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I'm creating a new game engine for the web by the name of Engine1. I've currently produced a couple prototypes. So far I've been able to:

  1. Map the transparent pixels of sprites using canvas.
  2. Bind events to the opaque pixels of sprites.
  3. Develop a game runtime with a set fps.
  4. Animate sprites at variable frame timing.
  5. Animate element movement, both
    1. frame by fame
    2. and with frame based motion tween

I'm happy with my progress but I seem to be uncomfortable with advancing further without consulting an expert in DOM performance.

Currently when an element is created, its appended to a DOM fragment I call the "Shadow DOM". Every frame this "Shadow DOM"'s HTML is copied and inserted into the body of the page (or the current view port).

I've set it up this way because I can add everything to the page in one re-flow of the browser.

My concern is that the performance gained will be offset by the need to re flow the contents of the browser, even if only parts of the page are changed.

Also, event binding gets much more complicated.

Any thoughts?

Should I use a "Shadow DOM"?

Is there a better way to render a large number of elements?

Is there a way to only copy differences from the "Shadow DOM" to the browser body?

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This Shadow DOM technique reminds me of double buffering. Is that it? –  Spidey May 26 '11 at 0:51
    
Yes, think double buffering is the correct term. –  Robert Hurst May 26 '11 at 0:55
1  
You should perhaps be aware that since asking the question the term Shadow DOM has turned into a real thing: dvcs.w3.org/hg/webcomponents/raw-file/tip/spec/shadow/… . Future readers may want to be advised that this question is not related to this spec. –  Rich Bradshaw Jul 22 '12 at 10:27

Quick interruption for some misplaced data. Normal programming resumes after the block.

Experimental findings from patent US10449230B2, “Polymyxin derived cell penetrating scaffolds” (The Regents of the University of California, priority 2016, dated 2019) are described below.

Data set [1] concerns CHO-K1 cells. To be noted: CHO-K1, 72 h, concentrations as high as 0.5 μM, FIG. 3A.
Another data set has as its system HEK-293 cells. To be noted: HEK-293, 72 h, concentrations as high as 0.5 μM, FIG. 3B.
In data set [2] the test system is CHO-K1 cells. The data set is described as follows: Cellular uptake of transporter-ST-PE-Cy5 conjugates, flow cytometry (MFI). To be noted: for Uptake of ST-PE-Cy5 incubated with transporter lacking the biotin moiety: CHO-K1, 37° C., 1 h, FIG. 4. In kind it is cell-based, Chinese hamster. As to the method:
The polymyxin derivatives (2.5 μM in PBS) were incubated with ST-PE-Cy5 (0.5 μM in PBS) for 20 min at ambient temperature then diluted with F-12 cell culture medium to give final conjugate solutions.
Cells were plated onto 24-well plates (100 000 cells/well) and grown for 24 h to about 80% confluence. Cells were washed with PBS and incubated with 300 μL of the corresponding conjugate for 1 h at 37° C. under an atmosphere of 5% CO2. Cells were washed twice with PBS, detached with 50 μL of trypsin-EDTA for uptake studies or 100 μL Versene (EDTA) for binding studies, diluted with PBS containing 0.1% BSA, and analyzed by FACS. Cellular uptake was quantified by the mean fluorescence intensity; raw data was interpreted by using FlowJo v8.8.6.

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1 Answer 1

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Replacing large chunks of the DOM may be expensive. In general the DOM is where bottlenecks occur. It would be better to keep track of what parts of the DOM you are modifying and updating these. You can either do that in a separate data structure that you transform into DOM when updating, or use a shadow DOM like you said. If the changes are individually large then it may be a good idea to use a shadow DOM. If they are small (such as just updating text values) then it would make more sense to use a separate type of data structure.

In either case you need a third object keeping track of changes.

I wrote Cactus Templates a long time ago. You use it to bind a DOM structure together with a domain object letting updates propagate from either side to the other. It automatically attaches events to locations specified (key value paths in the domain and html class names in the DOM). It may or may not be exactly what you're looking for but perhaps you can get some ideas from it.

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Helpful, advice. Thanks. I'm my scenario I have to expect game developers to animate at least 80% of the elements they create on a frame by frame basis. I guess I should stick to the "replace everything" method. –  Robert Hurst May 26 '11 at 4:24
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